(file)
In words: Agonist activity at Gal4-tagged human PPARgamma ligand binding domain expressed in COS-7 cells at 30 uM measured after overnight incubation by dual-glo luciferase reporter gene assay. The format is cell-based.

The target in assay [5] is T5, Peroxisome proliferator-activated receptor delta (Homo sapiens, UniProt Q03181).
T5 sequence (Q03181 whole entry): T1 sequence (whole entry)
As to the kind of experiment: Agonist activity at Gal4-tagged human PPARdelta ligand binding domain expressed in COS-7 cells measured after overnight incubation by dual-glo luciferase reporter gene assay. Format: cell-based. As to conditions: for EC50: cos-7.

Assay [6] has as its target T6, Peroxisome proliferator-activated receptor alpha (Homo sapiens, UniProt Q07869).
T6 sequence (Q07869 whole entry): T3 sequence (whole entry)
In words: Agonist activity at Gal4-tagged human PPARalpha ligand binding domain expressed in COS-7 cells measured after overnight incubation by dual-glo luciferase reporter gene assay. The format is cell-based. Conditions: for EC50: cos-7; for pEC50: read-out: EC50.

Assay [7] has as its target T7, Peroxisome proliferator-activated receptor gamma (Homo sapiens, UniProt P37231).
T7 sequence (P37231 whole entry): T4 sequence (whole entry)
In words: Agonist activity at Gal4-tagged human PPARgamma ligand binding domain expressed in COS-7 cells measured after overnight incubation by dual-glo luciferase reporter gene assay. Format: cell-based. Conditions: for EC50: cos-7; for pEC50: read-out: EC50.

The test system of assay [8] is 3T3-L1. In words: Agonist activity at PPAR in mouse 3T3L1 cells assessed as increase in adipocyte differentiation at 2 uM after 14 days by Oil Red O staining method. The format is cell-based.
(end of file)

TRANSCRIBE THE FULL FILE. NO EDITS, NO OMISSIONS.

In words: Agonist activity at Gal4-tagged human PPARgamma ligand binding domain expressed in COS-7 cells at 30 uM measured after overnight incubation by dual-glo luciferase reporter gene assay. The format is cell-based.

The target in assay [5] is T5, Peroxisome proliferator-activated receptor delta (Homo sapiens, UniProt Q03181).
T5 sequence (Q03181 whole entry): T1 sequence (whole entry)
As to the kind of experiment: Agonist activity at Gal4-tagged human PPARdelta ligand binding domain expressed in COS-7 cells measured after overnight incubation by dual-glo luciferase reporter gene assay. Format: cell-based. As to conditions: for EC50: cos-7.

Assay [6] has as its target T6, Peroxisome proliferator-activated receptor alpha (Homo sapiens, UniProt Q07869).
T6 sequence (Q07869 whole entry): T3 sequence (whole entry)
In words: Agonist activity at Gal4-tagged human PPARalpha ligand binding domain expressed in COS-7 cells measured after overnight incubation by dual-glo luciferase reporter gene assay. The format is cell-based. Conditions: for EC50: cos-7; for pEC50: read-out: EC50.

Assay [7] has as its target T7, Peroxisome proliferator-activated receptor gamma (Homo sapiens, UniProt P37231).
T7 sequence (P37231 whole entry): T4 sequence (whole entry)
In words: Agonist activity at Gal4-tagged human PPARgamma ligand binding domain expressed in COS-7 cells measured after overnight incubation by dual-glo luciferase reporter gene assay. Format: cell-based. Conditions: for EC50: cos-7; for pEC50: read-out: EC50.

The test system of assay [8] is 3T3-L1. In words: Agonist activity at PPAR in mouse 3T3L1 cells assessed as increase in adipocyte differentiation at 2 uM after 14 days by Oil Red O staining method. The format is cell-based.